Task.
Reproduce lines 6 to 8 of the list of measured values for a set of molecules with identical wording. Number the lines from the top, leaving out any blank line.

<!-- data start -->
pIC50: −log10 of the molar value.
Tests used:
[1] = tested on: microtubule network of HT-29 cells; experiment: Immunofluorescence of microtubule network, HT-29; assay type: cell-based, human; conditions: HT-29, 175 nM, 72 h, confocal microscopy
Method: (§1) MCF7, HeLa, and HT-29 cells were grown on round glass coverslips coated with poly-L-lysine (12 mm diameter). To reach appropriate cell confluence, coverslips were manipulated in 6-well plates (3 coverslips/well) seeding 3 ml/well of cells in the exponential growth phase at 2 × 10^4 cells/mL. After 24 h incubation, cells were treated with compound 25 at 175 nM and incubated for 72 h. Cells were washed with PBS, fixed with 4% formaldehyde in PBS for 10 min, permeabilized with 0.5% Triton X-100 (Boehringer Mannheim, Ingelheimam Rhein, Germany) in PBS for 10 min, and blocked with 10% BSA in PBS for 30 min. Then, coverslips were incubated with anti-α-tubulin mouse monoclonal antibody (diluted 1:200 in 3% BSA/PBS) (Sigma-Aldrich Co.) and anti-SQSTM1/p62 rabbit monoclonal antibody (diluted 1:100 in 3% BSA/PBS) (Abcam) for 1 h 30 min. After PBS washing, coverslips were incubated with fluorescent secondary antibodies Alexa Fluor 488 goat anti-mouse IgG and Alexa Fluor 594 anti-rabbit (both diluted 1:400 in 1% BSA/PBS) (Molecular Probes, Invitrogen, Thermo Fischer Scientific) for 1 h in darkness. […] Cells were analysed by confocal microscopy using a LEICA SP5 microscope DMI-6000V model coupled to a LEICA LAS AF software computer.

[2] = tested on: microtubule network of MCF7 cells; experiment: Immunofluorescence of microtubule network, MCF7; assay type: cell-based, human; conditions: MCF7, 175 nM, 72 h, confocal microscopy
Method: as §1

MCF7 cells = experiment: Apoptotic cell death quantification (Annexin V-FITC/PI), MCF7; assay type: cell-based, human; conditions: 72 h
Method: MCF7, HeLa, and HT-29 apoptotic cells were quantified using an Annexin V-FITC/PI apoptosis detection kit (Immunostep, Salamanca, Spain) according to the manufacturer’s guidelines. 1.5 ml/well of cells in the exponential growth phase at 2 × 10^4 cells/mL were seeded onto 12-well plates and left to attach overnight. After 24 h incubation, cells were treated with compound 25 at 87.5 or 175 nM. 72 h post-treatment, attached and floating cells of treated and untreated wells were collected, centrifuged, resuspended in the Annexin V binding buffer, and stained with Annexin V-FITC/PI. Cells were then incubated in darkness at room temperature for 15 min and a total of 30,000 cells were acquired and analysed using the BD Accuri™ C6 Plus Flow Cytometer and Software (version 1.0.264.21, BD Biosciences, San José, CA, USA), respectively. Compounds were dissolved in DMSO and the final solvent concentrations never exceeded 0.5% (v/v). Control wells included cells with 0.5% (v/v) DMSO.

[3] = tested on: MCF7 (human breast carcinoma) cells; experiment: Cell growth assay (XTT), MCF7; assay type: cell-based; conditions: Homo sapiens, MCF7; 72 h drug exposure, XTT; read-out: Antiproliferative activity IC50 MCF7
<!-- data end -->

Method: as §1

MCF7 cells = experiment: Apoptotic cell death quantification (Annexin V-FITC/PI), MCF7; assay type: cell-based, human; conditions: 72 h
Method: MCF7, HeLa, and HT-29 apoptotic cells were quantified using an Annexin V-FITC/PI apoptosis detection kit (Immunostep, Salamanca, Spain) according to the manufacturer’s guidelines. 1.5 ml/well of cells in the exponential growth phase at 2 × 10^4 cells/mL were seeded onto 12-well plates and left to attach overnight. After 24 h incubation, cells were treated with compound 25 at 87.5 or 175 nM. 72 h post-treatment, attached and floating cells of treated and untreated wells were collected, centrifuged, resuspended in the Annexin V binding buffer, and stained with Annexin V-FITC/PI. Cells were then incubated in darkness at room temperature for 15 min and a total of 30,000 cells were acquired and analysed using the BD Accuri™ C6 Plus Flow Cytometer and Software (version 1.0.264.21, BD Biosciences, San José, CA, USA), respectively. Compounds were dissolved in DMSO and the final solvent concentrations never exceeded 0.5% (v/v). Control wells included cells with 0.5% (v/v) DMSO.